"I've created shortcuts on the desktop to applications I use most frequently." - But why should you, or anyone, have to do this. Why can't we all just have something that we click on to get to the applications we need once they're installed? Whether that's an application we need every day or once a year? "Using Search is another easy alternative." - Because we all know how well Microsoft Search works.

Mon, Mar 18, 2013

OK, Can one of you "Start Button" lovers please tell me why you like it? I, for one, hated it and was glad to see it become a start page. I can't seem to understand what the uproar is about.

Mon, Mar 18, 2013 Greg San Diego

Yes it is faster and seems quite stable. But to not give and option of having a start menu if you would like seems like a big mis-step. But like everyother "upgrade" we will adapt and get used to it. Just in time for m$ to change it all again.......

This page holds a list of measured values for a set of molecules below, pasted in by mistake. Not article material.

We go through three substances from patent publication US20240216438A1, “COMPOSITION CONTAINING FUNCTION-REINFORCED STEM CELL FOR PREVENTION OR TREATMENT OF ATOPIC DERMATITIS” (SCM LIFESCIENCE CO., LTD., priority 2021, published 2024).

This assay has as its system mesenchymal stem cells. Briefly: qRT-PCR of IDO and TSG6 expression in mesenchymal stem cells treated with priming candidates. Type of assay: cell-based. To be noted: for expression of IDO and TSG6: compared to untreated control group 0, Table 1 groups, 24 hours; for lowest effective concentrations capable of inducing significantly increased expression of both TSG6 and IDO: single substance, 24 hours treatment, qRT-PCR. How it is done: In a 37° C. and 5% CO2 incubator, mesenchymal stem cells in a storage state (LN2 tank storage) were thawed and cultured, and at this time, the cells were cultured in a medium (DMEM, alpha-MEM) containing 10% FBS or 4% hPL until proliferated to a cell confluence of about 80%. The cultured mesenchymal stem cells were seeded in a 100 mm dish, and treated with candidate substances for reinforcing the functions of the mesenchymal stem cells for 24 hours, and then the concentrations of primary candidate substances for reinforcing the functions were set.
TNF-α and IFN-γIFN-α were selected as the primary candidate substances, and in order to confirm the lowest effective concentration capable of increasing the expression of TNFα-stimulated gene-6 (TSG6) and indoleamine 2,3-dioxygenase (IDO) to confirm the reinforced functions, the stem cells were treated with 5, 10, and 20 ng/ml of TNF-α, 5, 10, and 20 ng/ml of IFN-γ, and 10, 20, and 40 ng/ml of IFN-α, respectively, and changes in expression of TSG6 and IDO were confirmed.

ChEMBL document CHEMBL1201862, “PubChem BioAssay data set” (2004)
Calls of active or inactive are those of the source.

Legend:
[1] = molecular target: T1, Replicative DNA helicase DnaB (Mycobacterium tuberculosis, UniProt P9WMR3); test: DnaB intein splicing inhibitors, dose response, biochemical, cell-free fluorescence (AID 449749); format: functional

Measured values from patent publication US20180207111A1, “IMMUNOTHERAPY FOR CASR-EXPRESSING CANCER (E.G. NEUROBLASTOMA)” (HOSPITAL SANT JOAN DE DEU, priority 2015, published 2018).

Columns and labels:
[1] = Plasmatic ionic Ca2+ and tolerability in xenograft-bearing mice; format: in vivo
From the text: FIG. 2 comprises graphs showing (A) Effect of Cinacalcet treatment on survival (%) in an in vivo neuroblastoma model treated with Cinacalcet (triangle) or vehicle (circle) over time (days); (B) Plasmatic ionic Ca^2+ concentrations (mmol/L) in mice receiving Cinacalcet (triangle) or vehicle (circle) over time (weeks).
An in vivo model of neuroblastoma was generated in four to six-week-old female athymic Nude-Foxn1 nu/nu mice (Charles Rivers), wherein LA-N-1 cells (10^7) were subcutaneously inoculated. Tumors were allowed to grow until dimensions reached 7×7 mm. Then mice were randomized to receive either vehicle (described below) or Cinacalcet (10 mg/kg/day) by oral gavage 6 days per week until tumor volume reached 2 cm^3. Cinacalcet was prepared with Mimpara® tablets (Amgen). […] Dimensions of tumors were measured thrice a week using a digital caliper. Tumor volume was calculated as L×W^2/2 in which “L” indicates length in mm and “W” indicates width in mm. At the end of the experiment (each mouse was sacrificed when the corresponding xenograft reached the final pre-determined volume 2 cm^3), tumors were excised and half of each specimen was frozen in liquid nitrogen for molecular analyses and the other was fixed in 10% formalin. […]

Mon, Mar 18, 2013 TNS

"Win8 Start" is free, and puts the start button back where you want it. It also lets you assign keystrokes to use "Metro" (are we still calling it Metro?) when you want. Win 8 runs nicely on older hardware. It made two previously unusable "StinkPAD" models run like a dream. *MY* big complaint about this program is the scrolling. Why can't I scroll on the screen with "the Hand"? I need to scroll using the sliders, which forces me to push them the OPPOSITE direction I want the screen to go. That's just dumb.

Mon, Mar 18, 2013 Steven Newman USA

Jeffrey, I love Windows 8... once I installed the free Classic Shell (C Shell)... - It restores the Start button and Program folders. Without that, it was all but unusable. With that one simple little add-in, all was great again.